in each gymnastics discipline: Women’s Artistic, Men’s Artistic, Rhythmic, Trampoline & Tumbling, Acrobatic Gymnastics, and General Gymnastics.

Program College For gymnastics coaches working with pre-team, compulsory, optional, and elite athletes. Includes majors

Additional details on each college is available on the USA Gymnastics University webpage at


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Recreational College For gymnastics instructors and teachers working with athletes in preschool, recreational, and school-aged programs in gymnastics clubs, community centers, schools, and other places. Business College For club owners, program administrators, front office staff, and others. Course work focuses on business issues, leadership, and program development. Judges College For gymnastics judges at all levels and in each discipline. Judging certification requirements are defined by each program.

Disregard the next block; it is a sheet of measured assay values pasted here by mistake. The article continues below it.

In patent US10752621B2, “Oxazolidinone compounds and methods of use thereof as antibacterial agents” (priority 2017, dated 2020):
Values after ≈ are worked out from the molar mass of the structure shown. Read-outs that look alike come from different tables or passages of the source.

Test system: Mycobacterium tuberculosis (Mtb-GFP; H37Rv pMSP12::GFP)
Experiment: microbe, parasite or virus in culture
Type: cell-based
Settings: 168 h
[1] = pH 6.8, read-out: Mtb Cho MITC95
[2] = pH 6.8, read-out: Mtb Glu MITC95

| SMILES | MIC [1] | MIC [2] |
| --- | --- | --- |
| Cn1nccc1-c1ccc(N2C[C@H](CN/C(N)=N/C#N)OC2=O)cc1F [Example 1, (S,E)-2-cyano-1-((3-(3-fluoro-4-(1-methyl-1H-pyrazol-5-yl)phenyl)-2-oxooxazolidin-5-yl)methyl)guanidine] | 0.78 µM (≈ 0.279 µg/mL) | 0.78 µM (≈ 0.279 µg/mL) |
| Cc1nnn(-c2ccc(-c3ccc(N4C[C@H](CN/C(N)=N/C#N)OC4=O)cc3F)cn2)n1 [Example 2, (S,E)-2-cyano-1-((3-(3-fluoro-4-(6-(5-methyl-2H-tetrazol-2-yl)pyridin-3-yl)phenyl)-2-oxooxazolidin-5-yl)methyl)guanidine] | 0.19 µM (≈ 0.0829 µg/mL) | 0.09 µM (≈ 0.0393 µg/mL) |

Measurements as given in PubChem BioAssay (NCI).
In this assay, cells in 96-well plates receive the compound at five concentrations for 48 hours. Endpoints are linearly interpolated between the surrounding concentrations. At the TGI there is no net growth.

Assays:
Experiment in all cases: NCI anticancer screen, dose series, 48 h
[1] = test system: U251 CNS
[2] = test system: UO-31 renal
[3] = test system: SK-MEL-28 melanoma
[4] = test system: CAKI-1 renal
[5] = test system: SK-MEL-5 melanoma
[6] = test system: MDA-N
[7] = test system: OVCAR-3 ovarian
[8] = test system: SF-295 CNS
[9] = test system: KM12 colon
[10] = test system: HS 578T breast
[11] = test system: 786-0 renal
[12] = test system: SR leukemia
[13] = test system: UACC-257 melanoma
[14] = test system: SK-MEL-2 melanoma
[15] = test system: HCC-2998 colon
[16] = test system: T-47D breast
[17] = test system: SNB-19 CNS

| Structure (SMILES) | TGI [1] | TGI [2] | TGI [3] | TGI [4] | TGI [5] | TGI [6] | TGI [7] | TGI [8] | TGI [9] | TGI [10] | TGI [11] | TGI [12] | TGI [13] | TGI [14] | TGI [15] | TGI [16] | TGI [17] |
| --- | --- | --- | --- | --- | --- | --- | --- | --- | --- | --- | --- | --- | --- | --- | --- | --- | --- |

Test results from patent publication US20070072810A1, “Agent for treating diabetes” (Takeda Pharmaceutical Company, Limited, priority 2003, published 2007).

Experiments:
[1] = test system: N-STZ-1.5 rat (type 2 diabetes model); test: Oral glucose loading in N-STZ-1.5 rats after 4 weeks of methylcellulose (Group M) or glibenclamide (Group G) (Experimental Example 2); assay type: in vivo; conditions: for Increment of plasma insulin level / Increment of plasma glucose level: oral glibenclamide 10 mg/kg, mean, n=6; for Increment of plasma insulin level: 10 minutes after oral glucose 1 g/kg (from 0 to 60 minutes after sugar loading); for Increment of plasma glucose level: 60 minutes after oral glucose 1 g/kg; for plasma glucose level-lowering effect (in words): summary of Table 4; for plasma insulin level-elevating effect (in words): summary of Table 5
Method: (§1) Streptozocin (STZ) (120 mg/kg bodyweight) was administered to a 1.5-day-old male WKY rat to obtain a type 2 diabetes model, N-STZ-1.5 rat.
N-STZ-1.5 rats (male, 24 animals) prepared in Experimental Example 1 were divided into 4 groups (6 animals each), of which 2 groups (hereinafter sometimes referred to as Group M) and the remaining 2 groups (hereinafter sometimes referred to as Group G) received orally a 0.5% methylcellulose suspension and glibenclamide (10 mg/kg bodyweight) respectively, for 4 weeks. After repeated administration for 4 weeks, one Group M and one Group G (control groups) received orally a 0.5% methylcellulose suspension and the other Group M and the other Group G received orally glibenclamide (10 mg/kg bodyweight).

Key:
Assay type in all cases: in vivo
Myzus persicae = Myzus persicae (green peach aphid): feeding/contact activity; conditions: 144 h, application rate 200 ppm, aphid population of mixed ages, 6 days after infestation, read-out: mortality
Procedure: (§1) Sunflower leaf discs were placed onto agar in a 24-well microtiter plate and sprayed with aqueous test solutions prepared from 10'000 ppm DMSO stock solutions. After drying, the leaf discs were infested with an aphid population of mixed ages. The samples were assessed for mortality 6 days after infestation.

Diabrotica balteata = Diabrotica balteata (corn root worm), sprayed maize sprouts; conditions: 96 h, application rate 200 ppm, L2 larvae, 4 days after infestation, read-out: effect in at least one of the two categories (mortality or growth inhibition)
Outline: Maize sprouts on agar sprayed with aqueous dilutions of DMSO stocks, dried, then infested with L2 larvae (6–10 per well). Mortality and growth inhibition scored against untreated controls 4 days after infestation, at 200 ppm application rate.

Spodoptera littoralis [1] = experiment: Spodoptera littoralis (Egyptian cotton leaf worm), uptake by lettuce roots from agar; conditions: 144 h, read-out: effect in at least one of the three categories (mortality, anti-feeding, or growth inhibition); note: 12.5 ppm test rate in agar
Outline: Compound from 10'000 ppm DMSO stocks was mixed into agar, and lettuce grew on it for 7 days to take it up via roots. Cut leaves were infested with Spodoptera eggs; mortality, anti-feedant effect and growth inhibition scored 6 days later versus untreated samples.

University Certification Program In keeping with the University’s mission of establishing a multi-level national standard of education for gymnastics professionals, each of the colleges offers certification in its respective program or topic. To earn certification, gymnastics professionals must take designated core courses from the University curriculum and complete other requirements such as holding a Professional membership or participation in certain sanctioned events. The purpose of the certification program is to set minimum education standards for the sport, provide sport-specific training as well as training in other domains, and help gymnastics professionals grow and in turn develop well-trained athletes. Going back to our mission, education and certification help to provide safe, fun, and successful environments for participation in the sport of gymnastics. Certification through USA Gymnastics University is based on the completion of multiple courses, not simply one single course. Each level